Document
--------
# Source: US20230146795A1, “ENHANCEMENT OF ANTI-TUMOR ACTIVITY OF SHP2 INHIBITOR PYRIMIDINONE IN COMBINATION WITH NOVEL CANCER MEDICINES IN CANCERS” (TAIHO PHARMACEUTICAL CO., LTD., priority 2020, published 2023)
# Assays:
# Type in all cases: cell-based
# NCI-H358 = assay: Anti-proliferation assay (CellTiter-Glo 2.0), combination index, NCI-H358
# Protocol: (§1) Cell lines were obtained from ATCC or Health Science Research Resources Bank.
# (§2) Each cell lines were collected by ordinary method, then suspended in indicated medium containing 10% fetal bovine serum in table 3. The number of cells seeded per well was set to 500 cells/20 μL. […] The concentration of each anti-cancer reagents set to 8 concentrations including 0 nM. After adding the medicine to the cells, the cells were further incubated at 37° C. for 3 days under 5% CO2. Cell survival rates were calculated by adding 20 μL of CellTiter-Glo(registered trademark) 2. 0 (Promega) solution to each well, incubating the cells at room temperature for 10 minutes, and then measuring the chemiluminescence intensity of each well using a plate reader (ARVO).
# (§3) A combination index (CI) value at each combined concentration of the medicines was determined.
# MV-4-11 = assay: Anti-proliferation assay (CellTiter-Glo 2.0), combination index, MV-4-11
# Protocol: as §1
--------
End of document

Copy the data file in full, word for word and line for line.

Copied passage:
# Source: US20230146795A1, “ENHANCEMENT OF ANTI-TUMOR ACTIVITY OF SHP2 INHIBITOR PYRIMIDINONE IN COMBINATION WITH NOVEL CANCER MEDICINES IN CANCERS” (TAIHO PHARMACEUTICAL CO., LTD., priority 2020, published 2023)
# Assays:
# Type in all cases: cell-based
# NCI-H358 = assay: Anti-proliferation assay (CellTiter-Glo 2.0), combination index, NCI-H358
# Protocol: (§1) Cell lines were obtained from ATCC or Health Science Research Resources Bank.
# (§2) Each cell lines were collected by ordinary method, then suspended in indicated medium containing 10% fetal bovine serum in table 3. The number of cells seeded per well was set to 500 cells/20 μL. […] The concentration of each anti-cancer reagents set to 8 concentrations including 0 nM. After adding the medicine to the cells, the cells were further incubated at 37° C. for 3 days under 5% CO2. Cell survival rates were calculated by adding 20 μL of CellTiter-Glo(registered trademark) 2. 0 (Promega) solution to each well, incubating the cells at room temperature for 10 minutes, and then measuring the chemiluminescence intensity of each well using a plate reader (ARVO).
# (§3) A combination index (CI) value at each combined concentration of the medicines was determined.
# MV-4-11 = assay: Anti-proliferation assay (CellTiter-Glo 2.0), combination index, MV-4-11
# Protocol: as §1